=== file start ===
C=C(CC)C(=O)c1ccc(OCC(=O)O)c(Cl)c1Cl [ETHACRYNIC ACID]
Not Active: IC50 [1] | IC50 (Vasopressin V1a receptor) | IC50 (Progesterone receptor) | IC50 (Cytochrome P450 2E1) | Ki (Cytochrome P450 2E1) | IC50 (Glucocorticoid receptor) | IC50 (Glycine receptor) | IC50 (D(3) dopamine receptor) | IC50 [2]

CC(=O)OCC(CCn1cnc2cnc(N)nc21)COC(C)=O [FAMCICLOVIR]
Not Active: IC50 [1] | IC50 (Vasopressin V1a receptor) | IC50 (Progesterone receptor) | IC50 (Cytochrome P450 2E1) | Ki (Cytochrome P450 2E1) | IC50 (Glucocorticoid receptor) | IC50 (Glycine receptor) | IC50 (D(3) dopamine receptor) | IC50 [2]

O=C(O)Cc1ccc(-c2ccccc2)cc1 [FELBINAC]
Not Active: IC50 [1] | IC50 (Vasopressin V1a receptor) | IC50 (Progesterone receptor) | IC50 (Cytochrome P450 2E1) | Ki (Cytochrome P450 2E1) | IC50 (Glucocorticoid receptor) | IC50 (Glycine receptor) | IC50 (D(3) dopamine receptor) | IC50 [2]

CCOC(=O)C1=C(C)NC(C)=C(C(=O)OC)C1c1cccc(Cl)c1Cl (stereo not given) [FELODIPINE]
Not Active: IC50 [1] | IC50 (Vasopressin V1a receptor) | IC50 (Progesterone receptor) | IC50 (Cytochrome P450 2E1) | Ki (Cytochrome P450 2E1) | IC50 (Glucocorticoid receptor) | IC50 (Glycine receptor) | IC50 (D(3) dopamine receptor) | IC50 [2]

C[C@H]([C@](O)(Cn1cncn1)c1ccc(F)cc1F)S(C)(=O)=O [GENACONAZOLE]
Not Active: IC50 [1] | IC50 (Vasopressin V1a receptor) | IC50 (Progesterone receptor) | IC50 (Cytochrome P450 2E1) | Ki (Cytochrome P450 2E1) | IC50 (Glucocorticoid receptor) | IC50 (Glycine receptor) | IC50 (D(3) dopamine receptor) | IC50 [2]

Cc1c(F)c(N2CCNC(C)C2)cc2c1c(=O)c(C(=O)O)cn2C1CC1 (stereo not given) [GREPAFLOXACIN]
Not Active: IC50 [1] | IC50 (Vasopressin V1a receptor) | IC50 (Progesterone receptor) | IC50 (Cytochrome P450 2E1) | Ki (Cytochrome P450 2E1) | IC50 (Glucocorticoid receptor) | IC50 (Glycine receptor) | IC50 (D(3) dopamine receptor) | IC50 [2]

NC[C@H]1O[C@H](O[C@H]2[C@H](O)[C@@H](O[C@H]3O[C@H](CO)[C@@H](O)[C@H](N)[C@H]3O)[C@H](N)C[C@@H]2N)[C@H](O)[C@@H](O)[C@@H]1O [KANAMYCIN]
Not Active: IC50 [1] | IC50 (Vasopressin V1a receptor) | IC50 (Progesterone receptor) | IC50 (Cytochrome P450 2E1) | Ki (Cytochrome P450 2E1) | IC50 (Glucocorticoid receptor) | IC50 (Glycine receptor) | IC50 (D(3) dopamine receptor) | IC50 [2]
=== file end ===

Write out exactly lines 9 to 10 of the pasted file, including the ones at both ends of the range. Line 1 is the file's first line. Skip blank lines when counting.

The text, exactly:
C[C@H]([C@](O)(Cn1cncn1)c1ccc(F)cc1F)S(C)(=O)=O [GENACONAZOLE]
Not Active: IC50 [1] | IC50 (Vasopressin V1a receptor) | IC50 (Progesterone receptor) | IC50 (Cytochrome P450 2E1) | Ki (Cytochrome P450 2E1) | IC50 (Glucocorticoid receptor) | IC50 (Glycine receptor) | IC50 (D(3) dopamine receptor) | IC50 [2]